Saturday, May 12, 2012

Konjoubo and the Criminology Museum

A couple of colleagues and I have been doing some research into this instrument I previously identified as konjoubo. It turns out that "konjoubo" is probably a misnomer.

I first heard this term a few years ago from kinbaku model Aiko who had the apparently misnamed device applied liberally to her cute bottom shortly beforehand.

Thinking about it, I'm pretty sure I know now why she referred to it as konjoubo; something like the one pictured above has been for sale at 100 yen shops as well as possibly the chaotic (but fun) Don Quijote chain of variety stores.

Whoever supplied those things to the 100 yen shops labeled them konjoubo, but now it seems this is not the correct name for this instrument.

Konjoubo (根性棒) appear to have got their start around the time of WWII. It can be translated as "spirit stick" and was apparently a device used by the Navy to instill a martial spirit into the conscripts. Rather than being a long piece of split bamboo, they seem to have been constructed of sold wood. A few other names are as follows (you can Google these kanji and see for yourself):


Here is what a colleague had to say:

The origin of konjoubo can go back to WWII where the naval force used a stick to "fill" people with ”sprit of soldier".

The punishment tool that was officially used in Edo was called houkijiri (箒尻) that was made from a split bamboo with hemp.

In the seventh century, official tools for punishment were muchi(笞)and jyou(杖). Both of them were made from wood but the former was slimmer than the latter. Sizes were officially indicated.

Houkijiri was a revival of muchi and jyou in the Edo era.

Muchi(笞)is old kanji of 鞭. We used wood (probably bamboo) muchi (like "switch" in Western countries).

Jyou(杖) means stick. The 發花杖 was made with jyou(杖) .

About a year ago I was surprised to see a whole bunch of these bamboo things hanging outside a restaurant in Tokyo. I even took some photos. After that, however, I pretty much forgot all about them.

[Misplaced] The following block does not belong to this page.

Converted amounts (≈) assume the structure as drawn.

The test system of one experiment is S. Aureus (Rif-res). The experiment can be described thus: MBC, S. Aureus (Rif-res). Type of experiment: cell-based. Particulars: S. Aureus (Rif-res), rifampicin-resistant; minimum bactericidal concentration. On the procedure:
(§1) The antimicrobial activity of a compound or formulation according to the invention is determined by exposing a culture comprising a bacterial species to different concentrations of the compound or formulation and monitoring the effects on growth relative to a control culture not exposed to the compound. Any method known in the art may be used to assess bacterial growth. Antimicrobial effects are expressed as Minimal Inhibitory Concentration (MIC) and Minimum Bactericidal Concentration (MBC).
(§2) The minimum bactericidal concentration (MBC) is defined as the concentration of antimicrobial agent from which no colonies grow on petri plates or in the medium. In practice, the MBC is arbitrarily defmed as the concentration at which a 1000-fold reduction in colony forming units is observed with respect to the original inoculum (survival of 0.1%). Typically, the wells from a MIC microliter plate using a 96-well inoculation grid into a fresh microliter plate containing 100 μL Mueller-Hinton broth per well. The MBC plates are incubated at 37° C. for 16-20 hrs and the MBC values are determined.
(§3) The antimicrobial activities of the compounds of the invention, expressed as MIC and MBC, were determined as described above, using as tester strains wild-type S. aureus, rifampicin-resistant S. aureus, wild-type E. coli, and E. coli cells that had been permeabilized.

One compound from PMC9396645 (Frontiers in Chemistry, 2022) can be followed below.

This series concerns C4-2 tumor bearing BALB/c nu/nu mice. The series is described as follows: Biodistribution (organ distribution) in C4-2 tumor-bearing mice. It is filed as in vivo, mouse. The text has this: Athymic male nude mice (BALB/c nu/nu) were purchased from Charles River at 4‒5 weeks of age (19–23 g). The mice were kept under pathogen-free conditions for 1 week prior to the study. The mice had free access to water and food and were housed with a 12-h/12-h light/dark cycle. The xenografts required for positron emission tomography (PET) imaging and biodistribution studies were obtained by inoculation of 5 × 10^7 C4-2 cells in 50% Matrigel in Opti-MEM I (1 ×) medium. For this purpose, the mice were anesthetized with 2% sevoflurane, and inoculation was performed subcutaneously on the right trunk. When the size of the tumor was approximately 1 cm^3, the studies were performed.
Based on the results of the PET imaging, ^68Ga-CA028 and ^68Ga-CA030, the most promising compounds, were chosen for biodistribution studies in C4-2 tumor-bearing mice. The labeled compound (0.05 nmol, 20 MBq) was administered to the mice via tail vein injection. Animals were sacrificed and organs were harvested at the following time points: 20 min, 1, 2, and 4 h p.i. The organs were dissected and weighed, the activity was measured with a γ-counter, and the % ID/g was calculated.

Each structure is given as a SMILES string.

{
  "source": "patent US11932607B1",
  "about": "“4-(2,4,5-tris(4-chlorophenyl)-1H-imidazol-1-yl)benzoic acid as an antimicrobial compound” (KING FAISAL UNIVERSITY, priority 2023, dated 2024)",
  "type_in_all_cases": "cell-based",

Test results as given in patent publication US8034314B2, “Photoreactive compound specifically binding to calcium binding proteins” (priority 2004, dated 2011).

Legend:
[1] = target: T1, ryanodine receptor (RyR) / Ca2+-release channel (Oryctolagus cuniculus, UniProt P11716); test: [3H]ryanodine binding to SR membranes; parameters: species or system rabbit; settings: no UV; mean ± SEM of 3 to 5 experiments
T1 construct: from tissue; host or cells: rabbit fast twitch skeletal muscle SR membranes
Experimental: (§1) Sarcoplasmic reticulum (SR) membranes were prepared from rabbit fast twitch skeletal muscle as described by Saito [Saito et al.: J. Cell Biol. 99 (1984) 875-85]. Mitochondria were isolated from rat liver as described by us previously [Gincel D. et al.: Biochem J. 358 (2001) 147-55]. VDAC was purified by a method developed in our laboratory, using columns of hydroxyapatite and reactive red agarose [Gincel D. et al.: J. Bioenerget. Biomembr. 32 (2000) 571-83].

Then I read a thread on FetLife in which someone asked what the heck these things were. I was still thinking they were called konjoubo, but I was soon set straight. I also found out that this word might leave a bit of a bad taste in the mouth of some Japanese folks who are past middle age. Aiko certainly doesn't fit into that demographic.

I started to get interested in this thing and thought that it might be a worthy item to add to the Stuff4Sale department here.

It just so happens that there is a small bamboo grove not five minutes on foot from where I live. I went over there and talked with the proprietor. I used the term "konjoubo" and he was obviously familiar with the word. This fellow looked to be in his 50s. Unfortunately, the bamboo he had really wasn't right for this project.

I decided to go back to the restaurant and when I got there, I found that only one of these bamboo thingies was now hanging from the outside wall. I don't know what happened to all the others.

I spoke to the owner, a lady who appeared to be in her 60s. I asked her what it was. She said "bamboo". I said, yeah, I know that, but what's the name of this thing? She didn't know.

I was purposely avoiding using the word konjoubo so as not to bias the test and, also, I was a little worried that the word might conjure up uncomfortable images.

I then asked her what it was used for; what was the purpose? She paused for a few seconds and then tapped her shoulder with it a couple of times. So that was it? A kind of massage device? Then she gave it to me as a present.

So, I thought, it probably is just an implement for loosening up tight muscles but it wouldn't be the first time something like this took on a dual use by imaginative folks with an interest in SM.

When you think about it, a sold wood stick is a pretty serious thing. But a split bamboo rod that emits a nice crack! with minimal force applied, now that could be fun.